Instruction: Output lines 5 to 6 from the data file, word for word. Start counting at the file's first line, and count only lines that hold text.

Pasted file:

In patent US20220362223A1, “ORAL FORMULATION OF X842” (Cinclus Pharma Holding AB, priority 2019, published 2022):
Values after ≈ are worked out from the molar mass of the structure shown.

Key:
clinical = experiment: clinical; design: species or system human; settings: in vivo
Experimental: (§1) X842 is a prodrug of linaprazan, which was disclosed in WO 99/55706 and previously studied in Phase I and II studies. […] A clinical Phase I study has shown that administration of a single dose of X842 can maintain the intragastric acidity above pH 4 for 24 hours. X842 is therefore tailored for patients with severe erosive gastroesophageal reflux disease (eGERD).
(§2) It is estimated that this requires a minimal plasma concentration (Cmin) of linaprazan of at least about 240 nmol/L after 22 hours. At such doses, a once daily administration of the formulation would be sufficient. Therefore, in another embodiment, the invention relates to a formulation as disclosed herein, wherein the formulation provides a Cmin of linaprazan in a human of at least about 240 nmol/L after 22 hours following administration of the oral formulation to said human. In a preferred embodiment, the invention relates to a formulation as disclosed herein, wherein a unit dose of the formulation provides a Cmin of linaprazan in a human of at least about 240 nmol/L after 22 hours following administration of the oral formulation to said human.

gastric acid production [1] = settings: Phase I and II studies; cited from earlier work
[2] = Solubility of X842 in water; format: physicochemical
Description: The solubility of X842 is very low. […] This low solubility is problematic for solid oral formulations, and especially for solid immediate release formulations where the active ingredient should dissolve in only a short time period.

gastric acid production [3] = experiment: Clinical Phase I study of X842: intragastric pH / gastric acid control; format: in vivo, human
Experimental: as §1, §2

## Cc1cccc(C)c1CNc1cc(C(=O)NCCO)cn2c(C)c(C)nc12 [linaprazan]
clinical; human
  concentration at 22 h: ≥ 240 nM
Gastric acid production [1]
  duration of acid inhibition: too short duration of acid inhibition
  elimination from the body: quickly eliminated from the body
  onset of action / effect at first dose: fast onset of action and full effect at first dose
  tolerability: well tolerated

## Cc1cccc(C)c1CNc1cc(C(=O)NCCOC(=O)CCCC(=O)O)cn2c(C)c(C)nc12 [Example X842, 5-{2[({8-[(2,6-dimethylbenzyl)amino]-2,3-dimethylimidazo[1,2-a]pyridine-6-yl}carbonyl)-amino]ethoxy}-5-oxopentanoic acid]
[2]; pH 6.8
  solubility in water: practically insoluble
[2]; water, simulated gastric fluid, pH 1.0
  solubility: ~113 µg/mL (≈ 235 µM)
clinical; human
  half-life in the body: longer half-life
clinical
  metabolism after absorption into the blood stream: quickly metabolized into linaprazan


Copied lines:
Experimental: (§1) X842 is a prodrug of linaprazan, which was disclosed in WO 99/55706 and previously studied in Phase I and II studies. […] A clinical Phase I study has shown that administration of a single dose of X842 can maintain the intragastric acidity above pH 4 for 24 hours. X842 is therefore tailored for patients with severe erosive gastroesophageal reflux disease (eGERD).
(§2) It is estimated that this requires a minimal plasma concentration (Cmin) of linaprazan of at least about 240 nmol/L after 22 hours. At such doses, a once daily administration of the formulation would be sufficient. Therefore, in another embodiment, the invention relates to a formulation as disclosed herein, wherein the formulation provides a Cmin of linaprazan in a human of at least about 240 nmol/L after 22 hours following administration of the oral formulation to said human. In a preferred embodiment, the invention relates to a formulation as disclosed herein, wherein a unit dose of the formulation provides a Cmin of linaprazan in a human of at least about 240 nmol/L after 22 hours following administration of the oral formulation to said human.